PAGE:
The Bhagavad Gita takes place in the middle of a battlefield where the opposing armies (I think they were all from the same family) are about to do battle. There are some interpreters (including Gandhi) who take the whole war as an allegory - that it is about the battle that takes place in the soul. I had that same feeling of an allegory when listening to a passage from 2 Samuel 22.
The passage is a song of David praising God for giving him victory over his enemies. There was a section that reminded me very much of some of the experiences of strengthening I read in the journals of early Friends:
God is my strong fortress,
and he makes my way perfect.
He makes me as surefooted as a deer,
enabling me to stand on mountain heights.
He trains my hands for battle;
he strengthens my arm to draw a bronze bow.
You have given me your shield of victory;
your help has made me great.
You have made a wide path for my feet
to keep them from slipping. (2 Samuel 22:33-37 NLTse)
This passage struck me as one of giving me inward strength, and I felt that spring of joy and hope that I feel whenever I read George Fox's account of recovering from a beating where he says "the power of the Lord sprang through me, and the eternal refreshings revived me; so that I stood up again in the strengthening power of the eternal God and stretching out my arms amongst them, I said, with a loud voice, 'Strike again; here are my arms, my head, and my cheeks.'"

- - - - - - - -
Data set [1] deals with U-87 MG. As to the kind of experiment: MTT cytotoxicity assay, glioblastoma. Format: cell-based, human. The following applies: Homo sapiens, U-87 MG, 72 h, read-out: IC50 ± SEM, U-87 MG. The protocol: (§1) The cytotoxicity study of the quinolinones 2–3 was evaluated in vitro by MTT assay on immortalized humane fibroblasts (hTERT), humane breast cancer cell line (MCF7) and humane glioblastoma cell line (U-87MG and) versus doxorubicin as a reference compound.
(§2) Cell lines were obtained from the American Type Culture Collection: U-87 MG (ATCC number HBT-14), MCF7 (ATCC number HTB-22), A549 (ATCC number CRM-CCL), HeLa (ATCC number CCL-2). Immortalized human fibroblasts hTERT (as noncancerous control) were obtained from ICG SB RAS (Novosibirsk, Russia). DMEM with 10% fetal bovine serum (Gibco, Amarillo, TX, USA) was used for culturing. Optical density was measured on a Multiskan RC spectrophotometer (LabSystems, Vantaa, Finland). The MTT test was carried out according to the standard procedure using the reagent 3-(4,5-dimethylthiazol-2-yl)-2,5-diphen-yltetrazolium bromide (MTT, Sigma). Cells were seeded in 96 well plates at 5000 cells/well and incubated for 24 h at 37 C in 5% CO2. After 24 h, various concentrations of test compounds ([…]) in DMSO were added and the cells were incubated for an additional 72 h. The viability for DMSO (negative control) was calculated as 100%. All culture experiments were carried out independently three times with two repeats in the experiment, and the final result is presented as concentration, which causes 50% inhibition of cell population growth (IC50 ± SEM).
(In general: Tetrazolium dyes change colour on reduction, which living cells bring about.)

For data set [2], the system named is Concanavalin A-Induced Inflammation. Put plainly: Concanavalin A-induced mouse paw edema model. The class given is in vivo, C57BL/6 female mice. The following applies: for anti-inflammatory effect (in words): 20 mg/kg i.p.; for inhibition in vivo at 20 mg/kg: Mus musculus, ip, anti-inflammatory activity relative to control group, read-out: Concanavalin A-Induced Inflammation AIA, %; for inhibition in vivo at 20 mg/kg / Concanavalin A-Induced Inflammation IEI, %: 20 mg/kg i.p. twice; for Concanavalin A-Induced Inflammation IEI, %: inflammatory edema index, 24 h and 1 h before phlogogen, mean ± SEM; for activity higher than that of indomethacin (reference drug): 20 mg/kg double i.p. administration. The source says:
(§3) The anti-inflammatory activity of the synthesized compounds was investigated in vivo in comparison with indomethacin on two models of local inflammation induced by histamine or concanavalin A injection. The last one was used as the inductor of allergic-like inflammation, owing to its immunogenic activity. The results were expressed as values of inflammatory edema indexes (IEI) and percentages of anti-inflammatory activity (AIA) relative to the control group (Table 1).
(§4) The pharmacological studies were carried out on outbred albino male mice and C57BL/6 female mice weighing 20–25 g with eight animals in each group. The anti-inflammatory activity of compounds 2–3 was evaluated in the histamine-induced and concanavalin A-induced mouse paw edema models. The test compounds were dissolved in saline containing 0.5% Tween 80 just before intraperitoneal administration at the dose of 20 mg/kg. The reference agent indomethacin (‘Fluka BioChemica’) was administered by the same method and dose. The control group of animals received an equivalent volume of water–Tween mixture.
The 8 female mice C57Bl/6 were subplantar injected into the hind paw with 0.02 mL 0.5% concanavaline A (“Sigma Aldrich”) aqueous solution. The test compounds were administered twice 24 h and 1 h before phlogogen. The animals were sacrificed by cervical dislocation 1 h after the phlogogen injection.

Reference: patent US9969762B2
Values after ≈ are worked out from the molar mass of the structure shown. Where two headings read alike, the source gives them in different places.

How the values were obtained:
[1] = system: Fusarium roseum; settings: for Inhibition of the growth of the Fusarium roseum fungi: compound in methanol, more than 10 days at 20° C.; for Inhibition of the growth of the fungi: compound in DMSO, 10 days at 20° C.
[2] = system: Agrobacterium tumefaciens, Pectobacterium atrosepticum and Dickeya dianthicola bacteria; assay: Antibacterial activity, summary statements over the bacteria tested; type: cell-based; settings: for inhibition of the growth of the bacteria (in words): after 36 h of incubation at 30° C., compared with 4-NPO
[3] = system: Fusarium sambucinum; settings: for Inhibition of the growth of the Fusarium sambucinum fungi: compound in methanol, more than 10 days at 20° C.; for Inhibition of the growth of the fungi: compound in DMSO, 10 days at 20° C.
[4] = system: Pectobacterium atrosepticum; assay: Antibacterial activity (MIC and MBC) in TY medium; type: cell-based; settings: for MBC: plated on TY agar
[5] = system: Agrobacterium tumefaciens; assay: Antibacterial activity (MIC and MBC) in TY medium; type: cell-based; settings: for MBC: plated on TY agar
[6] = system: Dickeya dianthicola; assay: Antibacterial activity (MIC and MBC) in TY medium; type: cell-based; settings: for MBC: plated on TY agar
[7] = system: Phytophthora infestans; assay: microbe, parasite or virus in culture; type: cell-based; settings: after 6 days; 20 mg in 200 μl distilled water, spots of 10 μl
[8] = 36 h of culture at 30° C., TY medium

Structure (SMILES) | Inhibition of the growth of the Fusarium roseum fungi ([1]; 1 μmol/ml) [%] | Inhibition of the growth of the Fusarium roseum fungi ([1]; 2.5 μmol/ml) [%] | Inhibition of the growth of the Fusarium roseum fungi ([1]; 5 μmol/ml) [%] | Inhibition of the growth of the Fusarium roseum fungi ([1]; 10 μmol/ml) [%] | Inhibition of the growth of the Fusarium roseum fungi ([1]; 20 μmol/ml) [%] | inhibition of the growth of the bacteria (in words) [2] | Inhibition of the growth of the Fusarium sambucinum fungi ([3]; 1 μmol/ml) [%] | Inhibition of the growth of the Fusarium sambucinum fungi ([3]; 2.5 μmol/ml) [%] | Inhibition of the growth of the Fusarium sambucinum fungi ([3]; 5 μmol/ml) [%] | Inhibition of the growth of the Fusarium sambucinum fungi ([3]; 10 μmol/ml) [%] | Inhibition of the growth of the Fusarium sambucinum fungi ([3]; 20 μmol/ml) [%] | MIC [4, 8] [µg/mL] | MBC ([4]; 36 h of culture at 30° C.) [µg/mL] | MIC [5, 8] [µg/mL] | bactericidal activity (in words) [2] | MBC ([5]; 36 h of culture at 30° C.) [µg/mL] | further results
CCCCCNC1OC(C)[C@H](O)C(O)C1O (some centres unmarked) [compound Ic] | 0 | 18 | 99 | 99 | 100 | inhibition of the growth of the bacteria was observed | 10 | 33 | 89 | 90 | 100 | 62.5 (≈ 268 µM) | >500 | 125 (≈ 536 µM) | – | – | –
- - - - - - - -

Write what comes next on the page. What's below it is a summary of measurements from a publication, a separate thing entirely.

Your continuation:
With that echoing in my mind, the passage continued into David's thanks for being able to defeat his enemies. Normally, this would have been one of those difficult passages that I would be glad to get through, but today, it spoke to me in the context of those things I do wrong, especially those that I know I shouldn't do - those being the enemies:
I chased my enemies and destroyed them;
I did not stop until they were conquered.
I consumed them;
I struck them down so they did not get up;
they fell beneath my feet.
You have armed me with strength for the battle;
you have subdued my enemies under my feet.
You placed my foot on their necks.
I have destroyed all who hated me.
They looked for help, but no one came to their rescue.
They even cried to the LORD, but he refused to answer.
I ground them as fine as the dust of the earth;
I trampled them in the gutter like dirt. (2 Samuel 22:38-43 NLTse)
I was surprise to find this such an inspiring passage, because today it spoke to me of the hope of the transforming power of the Holy Spirit - ever so gradually working on my soul, changing the way I live. Those aspects of myself that are jealous, conceited, angry, uncaring, lazy - those things can be trampled in the gutter like dirt.